The Borjomi-Kharagauli National Park is expanding its tourist services with a 32-kilometer trail that connects the Akhaldaba and Nedzvi villages with the Didi Karta and Shuano mountains. The trail offers visitors panoramic views of the Nedzvi Managed Reserve, the Mtkvari River and historical sites such as the ninth century Tamar Castle. Tourists can follow the trail’s international system of hiking markers for the day, stay at either a modern camping site or a new tourist cottage, and make use of other infrastructure, all of which comply with ecotourism standards.
The Agency of Protected Areas built the trail with GEL 230,000 in support from the United Nations Development Program (UNDP), the Global Environment Facility and the Caucasus Nature Fund. This support draws on a broader program to help Georgia improve the sustainable management of its 12 largest protected areas: Algeti National Park, Borjomi-Kharagauli National Park, Javakheti National Park, Kazbegi National Park, Kintrishi Protected Areas, Lagodekhi Protected Areas, Machakhela National Park, Mtirala National Park, Pshav-Khevsureti Protected Areas, Tusheti Protected Areas, Tusheti Protected Landscape and Vashlovani Protected Areas.
Environmental Protection and Agriculture Minister Levan Davitashvili, UNDP Acting Head Anna Chernyshova, and Caucasus Nature Fund Executive Director Tobias Muenchmeyer visited the tourist trail on 8 June.
“A new hiking trail in the Borjomi-Kharagauli Protected Areas is located at 2,000 m above sea level. It will attract visitors interested in exploring ecotourism opportunities and fascinated by the beauty of Georgia’s nature,” Davitashvili said. “Ecotourism development and the rehabilitation of hiking trails is important for Georgia’s economy. In 2020, even during the pandemic lockdown, the Ministry rehabilitated 200 kilometers of ecotourism trails in protected areas. A further 1,200 kilometer of hiking trails will be rehabilitated in the next three years.”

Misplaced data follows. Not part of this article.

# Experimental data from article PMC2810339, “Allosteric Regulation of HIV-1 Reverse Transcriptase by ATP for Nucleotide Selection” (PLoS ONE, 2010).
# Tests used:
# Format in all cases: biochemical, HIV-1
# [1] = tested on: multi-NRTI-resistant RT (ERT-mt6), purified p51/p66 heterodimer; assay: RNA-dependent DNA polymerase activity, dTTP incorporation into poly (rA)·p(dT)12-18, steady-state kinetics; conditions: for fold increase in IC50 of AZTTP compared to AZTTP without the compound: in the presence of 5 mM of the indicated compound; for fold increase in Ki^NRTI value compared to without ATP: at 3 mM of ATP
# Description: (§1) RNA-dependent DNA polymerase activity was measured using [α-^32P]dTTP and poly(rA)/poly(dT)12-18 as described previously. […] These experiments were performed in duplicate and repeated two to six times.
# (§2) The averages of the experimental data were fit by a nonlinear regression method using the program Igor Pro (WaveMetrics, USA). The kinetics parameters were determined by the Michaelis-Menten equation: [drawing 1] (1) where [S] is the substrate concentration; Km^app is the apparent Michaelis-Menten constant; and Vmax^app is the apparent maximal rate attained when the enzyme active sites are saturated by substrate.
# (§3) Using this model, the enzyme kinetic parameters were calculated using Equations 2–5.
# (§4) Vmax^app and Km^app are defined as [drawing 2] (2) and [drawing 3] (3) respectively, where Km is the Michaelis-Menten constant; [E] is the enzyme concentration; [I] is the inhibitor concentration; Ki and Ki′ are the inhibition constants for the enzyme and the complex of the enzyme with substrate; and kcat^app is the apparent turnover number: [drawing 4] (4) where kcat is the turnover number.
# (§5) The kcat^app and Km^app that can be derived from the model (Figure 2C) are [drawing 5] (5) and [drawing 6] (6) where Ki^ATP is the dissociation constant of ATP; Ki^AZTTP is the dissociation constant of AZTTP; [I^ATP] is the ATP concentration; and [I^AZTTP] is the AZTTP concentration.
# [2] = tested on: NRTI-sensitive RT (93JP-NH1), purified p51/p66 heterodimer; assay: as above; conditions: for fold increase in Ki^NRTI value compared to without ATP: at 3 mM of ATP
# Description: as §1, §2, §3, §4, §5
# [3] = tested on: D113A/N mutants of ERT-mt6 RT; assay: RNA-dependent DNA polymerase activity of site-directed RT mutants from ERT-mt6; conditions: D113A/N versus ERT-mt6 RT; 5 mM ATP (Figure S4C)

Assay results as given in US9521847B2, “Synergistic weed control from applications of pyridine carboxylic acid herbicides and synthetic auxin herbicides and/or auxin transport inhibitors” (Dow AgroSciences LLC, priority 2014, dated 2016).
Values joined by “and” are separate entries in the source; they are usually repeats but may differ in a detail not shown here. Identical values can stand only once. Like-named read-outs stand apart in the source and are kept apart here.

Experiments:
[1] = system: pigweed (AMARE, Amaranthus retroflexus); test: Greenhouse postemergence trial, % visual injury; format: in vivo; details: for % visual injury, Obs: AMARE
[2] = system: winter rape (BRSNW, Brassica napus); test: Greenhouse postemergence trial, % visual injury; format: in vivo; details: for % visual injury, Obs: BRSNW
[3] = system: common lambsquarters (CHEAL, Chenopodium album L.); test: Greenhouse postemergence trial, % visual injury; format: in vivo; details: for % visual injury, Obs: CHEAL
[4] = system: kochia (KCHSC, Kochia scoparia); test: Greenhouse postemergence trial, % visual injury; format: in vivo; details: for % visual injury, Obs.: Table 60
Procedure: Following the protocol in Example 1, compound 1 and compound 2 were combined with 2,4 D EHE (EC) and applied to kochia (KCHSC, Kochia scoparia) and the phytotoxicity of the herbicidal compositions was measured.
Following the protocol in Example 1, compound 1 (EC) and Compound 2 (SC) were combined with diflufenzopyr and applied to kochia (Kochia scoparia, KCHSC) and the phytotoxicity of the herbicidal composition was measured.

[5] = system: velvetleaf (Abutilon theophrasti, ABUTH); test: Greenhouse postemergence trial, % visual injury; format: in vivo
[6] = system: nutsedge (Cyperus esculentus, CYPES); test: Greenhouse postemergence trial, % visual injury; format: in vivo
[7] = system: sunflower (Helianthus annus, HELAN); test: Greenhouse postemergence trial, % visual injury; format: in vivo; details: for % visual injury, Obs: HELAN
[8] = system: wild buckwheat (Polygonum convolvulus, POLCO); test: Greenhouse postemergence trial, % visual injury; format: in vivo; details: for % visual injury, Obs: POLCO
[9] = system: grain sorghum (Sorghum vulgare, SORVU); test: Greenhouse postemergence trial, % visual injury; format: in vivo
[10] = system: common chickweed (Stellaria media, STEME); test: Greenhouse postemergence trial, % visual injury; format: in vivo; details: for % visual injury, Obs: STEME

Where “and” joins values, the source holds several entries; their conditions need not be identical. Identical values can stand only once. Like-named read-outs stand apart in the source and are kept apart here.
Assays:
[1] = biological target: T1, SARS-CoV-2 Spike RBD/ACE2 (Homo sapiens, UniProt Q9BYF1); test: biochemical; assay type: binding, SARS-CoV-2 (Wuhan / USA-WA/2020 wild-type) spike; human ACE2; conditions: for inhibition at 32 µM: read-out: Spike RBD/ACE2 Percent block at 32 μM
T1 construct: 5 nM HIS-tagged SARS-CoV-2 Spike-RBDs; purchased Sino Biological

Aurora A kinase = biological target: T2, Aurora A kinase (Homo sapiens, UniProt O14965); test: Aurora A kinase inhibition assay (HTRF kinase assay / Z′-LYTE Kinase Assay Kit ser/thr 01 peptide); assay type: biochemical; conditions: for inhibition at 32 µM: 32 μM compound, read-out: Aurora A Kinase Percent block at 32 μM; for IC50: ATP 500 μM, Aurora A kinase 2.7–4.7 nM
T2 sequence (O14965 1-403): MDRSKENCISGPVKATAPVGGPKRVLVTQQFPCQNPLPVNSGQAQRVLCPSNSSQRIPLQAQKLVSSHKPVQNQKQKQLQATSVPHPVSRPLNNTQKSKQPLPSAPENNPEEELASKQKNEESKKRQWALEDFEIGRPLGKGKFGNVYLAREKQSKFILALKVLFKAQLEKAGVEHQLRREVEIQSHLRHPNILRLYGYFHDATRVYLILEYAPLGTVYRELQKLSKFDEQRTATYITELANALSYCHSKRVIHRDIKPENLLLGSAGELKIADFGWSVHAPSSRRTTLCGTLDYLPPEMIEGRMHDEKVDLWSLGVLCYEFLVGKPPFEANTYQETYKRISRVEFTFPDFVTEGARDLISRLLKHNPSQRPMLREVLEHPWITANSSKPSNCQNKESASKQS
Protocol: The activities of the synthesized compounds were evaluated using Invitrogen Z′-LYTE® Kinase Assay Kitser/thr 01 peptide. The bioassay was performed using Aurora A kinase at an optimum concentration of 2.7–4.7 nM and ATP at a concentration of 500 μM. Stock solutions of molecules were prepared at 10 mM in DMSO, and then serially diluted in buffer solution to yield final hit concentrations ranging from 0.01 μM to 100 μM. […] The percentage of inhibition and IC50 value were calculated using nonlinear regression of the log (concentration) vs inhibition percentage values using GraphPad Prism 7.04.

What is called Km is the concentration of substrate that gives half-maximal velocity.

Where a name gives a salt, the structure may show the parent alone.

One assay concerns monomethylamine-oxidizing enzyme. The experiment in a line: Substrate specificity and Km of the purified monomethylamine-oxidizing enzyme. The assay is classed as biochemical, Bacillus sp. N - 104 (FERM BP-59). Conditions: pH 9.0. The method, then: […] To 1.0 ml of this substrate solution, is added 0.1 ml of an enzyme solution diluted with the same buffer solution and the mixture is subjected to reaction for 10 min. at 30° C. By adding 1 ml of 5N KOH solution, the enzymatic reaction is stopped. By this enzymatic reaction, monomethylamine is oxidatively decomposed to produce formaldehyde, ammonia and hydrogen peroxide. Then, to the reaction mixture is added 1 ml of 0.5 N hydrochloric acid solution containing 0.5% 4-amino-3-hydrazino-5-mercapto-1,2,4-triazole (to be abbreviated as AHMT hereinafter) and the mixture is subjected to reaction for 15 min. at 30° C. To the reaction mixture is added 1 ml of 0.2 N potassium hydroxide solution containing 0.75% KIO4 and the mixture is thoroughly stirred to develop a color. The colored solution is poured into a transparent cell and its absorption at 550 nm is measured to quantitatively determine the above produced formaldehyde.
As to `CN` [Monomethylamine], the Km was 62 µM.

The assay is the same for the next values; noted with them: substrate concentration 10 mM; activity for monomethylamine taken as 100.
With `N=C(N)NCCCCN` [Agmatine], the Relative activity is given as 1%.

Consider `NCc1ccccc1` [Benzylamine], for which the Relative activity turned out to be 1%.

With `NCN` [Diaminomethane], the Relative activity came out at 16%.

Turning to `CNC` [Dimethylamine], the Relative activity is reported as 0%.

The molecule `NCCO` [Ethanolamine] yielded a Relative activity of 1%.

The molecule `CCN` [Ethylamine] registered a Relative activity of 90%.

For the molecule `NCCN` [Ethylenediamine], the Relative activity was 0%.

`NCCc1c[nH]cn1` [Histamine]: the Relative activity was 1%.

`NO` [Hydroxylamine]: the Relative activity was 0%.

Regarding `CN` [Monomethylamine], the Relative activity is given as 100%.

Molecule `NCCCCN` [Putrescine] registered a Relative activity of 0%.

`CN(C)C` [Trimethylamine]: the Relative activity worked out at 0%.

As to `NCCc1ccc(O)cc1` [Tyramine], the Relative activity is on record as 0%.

“Protected areas are priceless resources that safeguard the environment, promote tourism and create economic opportunities for people,” he noted. “Environmental tourism is one of the ways to ensure that protected areas are financially sustainable and that they benefit local communities.”
“The travel restrictions and lack of tourist activities over the last year had environmental benefits and reduced pressure on rivers, forests and other ecosystems,” Chernyshova highlighted. “As economic and tourist activities come back, we need to ensure that they develop sustainably and benefit the economy, people and the environment.”
UNDP has been assisting Georgia reform and develop its system of protected areas for over a decade. With funds from the Global Environment Facility and the Government of Sweden, UNDP has been working with the Ministry of Environmental Protection and Agriculture, the Agency of Protected Areas, educational institutions, local authorities and communities to help introduce development strategies for protected areas, improve their management and financial sustainability, train and equip park rangers, promote ecotourism, develop tourist infrastructure and carry out public outreach campaigns.